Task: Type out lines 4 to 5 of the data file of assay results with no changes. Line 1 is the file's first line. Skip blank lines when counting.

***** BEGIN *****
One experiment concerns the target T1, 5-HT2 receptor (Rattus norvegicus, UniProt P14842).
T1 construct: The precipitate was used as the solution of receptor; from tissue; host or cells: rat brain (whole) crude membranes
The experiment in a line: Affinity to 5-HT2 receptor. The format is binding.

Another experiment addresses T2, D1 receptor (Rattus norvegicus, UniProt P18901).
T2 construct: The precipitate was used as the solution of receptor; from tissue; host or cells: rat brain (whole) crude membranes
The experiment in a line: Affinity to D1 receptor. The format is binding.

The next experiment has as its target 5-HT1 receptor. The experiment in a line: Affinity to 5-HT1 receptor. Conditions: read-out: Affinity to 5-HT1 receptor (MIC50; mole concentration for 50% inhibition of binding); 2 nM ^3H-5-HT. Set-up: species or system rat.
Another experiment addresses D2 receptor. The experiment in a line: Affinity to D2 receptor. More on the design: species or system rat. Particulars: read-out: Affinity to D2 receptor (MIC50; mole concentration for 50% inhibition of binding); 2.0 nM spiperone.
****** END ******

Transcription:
Another experiment addresses T2, D1 receptor (Rattus norvegicus, UniProt P18901).
T2 construct: The precipitate was used as the solution of receptor; from tissue; host or cells: rat brain (whole) crude membranes